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To 4-stringers Not Comfortable On A Five...

Discussion in 'Basses [BG]' started by Bryan R. Tyler, Sep 30, 2004.


  1. Bryan R. Tyler

    Bryan R. Tyler TalkBass: Usurping My Practice Time Since 2002 Staff Member Administrator Gold Supporting Member

    May 3, 2002
    Connecticut
    I've always been curious as to why you're not comfortable on a five. Not that I have anything against four-strings at all, but I was wondering if it's mostly a technique preference issue, like the lack of ability to wrap your thumb around the top. I've heard some say that a five-string neck is too wide, but other than for wrapping your thumb around the top, I've never seen how it could be percieved as too wide, as it's basically a four-string with an additional low string that you don't even have to play if you so choose. Basses with higher strings have the problem of stretching over the additional higher strings, but there is no extra stretch to the standard EADG on a fiver. It can be looked at and played exactly like a four IME, but I don't know how others feel. Opinions?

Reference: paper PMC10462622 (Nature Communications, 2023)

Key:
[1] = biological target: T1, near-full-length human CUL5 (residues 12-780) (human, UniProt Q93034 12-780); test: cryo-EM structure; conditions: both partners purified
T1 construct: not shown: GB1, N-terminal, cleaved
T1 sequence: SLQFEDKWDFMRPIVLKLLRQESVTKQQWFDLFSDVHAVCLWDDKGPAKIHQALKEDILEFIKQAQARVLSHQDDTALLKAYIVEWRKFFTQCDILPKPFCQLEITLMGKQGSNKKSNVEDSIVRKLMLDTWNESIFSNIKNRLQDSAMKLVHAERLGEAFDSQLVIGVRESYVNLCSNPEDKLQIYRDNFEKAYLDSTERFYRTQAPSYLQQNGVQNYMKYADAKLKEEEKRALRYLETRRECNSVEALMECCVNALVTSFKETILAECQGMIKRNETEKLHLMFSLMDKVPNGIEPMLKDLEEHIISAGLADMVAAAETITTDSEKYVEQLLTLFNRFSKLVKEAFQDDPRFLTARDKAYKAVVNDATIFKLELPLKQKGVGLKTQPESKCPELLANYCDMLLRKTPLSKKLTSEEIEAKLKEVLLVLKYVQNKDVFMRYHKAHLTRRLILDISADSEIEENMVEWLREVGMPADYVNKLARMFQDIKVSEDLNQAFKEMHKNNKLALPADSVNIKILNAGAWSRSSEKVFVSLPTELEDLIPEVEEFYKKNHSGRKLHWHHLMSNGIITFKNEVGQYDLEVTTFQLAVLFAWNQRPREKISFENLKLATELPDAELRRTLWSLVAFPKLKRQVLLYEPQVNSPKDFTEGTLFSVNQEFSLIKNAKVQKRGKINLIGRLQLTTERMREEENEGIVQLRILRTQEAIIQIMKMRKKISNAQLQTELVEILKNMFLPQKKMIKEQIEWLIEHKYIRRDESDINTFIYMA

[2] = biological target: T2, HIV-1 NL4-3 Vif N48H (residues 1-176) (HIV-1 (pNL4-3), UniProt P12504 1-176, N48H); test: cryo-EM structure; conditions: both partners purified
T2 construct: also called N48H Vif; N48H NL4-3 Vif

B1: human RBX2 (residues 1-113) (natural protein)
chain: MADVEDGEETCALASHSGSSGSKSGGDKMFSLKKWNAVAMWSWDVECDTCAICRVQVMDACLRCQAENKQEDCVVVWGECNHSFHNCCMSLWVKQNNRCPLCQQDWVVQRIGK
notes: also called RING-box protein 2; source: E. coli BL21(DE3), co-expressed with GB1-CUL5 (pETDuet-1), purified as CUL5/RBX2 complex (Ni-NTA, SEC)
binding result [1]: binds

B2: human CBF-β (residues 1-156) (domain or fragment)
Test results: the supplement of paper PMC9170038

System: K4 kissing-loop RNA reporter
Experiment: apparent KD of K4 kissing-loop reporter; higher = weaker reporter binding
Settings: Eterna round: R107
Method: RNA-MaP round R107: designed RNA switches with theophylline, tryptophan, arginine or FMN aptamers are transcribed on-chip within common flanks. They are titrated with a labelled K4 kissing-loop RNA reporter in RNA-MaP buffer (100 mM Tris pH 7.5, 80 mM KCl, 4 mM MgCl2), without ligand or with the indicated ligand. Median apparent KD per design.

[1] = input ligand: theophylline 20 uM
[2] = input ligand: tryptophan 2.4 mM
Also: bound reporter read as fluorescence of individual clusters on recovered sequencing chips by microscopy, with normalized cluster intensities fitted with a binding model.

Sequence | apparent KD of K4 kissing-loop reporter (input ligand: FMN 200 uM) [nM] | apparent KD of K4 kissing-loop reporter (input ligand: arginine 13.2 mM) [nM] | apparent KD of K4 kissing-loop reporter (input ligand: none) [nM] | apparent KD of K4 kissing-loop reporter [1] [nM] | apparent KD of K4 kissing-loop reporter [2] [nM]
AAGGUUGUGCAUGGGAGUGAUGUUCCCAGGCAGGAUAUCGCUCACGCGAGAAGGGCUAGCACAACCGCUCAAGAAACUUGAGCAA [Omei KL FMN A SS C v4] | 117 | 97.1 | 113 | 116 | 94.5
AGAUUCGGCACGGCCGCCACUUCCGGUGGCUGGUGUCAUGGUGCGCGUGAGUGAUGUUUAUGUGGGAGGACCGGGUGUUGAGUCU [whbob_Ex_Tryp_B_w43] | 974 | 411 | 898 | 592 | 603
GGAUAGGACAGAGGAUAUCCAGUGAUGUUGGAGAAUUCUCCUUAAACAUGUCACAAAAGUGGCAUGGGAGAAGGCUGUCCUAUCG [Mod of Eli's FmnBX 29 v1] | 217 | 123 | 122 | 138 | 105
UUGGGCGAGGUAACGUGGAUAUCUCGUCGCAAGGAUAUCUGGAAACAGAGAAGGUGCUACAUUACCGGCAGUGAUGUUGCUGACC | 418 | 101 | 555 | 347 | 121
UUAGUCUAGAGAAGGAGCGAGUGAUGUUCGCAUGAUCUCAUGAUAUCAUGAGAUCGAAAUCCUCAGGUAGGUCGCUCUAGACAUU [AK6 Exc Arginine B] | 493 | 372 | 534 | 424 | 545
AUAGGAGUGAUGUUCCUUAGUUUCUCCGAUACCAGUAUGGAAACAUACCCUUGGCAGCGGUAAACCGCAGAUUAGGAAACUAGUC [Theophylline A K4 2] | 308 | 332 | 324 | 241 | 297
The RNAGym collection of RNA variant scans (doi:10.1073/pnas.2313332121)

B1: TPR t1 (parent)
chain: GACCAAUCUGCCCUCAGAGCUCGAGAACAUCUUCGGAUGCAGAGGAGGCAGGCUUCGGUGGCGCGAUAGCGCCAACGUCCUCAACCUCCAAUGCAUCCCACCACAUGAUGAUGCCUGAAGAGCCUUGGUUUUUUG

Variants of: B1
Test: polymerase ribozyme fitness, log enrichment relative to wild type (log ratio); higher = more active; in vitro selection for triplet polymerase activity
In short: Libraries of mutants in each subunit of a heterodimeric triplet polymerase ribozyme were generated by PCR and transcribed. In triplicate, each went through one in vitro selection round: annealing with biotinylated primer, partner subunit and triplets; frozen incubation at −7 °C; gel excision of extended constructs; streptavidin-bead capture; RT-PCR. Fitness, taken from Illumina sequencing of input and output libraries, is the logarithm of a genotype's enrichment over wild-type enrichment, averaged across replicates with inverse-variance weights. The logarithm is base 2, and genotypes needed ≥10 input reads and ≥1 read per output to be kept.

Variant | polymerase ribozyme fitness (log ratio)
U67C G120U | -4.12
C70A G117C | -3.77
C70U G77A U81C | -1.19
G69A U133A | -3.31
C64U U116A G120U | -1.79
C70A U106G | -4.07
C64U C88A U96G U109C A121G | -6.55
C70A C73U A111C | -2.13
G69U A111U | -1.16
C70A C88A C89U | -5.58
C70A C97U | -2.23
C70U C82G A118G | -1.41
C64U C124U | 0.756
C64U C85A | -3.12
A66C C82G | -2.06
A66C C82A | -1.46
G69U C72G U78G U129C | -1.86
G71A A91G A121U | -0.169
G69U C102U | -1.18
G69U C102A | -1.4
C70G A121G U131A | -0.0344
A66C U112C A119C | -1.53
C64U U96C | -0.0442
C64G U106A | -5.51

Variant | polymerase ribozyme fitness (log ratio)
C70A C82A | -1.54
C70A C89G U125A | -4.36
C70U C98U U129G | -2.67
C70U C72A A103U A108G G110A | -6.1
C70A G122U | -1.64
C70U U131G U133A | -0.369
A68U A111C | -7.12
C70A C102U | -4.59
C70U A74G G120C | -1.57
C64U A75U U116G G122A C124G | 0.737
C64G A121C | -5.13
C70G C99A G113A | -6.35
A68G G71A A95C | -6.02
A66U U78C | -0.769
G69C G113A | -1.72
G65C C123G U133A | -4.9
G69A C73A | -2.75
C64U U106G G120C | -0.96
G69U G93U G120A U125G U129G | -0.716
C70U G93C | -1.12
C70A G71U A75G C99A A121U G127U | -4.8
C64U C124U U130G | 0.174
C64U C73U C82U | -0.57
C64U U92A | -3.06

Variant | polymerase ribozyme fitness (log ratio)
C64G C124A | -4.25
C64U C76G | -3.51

2. Whafrodamus

    Whafrodamus

    Oct 29, 2003
    Andover, MA
    For me, it's not a quesiton of comfort. I've only played fives in guitar stores, and wasn't able to communicate mentally with the bass. When I play on a four string, I know what note I'm playing and everything, but playing with five or more confuses me. It would be something I would need to get used to. I played my Ric with big inlays and 20 frets before I moved on to my inlay-less Warwick Thumb with 26 frets. Above 19ish frets, I would have no idea where to go and got confused. After some time playing and adapting, I am now able to play there no problem, and still play my ric and other basses. It's a question of time put into the additional frets/ strings and such.
     
  3. DubDubs

    DubDubs

    Aug 23, 2004
    Los Angeles
    I find 5 stirngs uncomfotable becuase I'm so used to the E being the lowest string. And the width is uncomfortable, it's too wide. Sure I can play it easly but the extra width seems strnage and uncomfortable.
     
  4. Bryan R. Tyler

    Bryan R. Tyler TalkBass: Usurping My Practice Time Since 2002 Staff Member Administrator Gold Supporting Member

    May 3, 2002
    Connecticut
    This is one of the questions I was talking about. If your thumb rests on the B string, then there's no extra width across the strings, and if your thumb stays behind on the neck, you can keep it in the same position as you would on a four. So where to do you feel the extra width?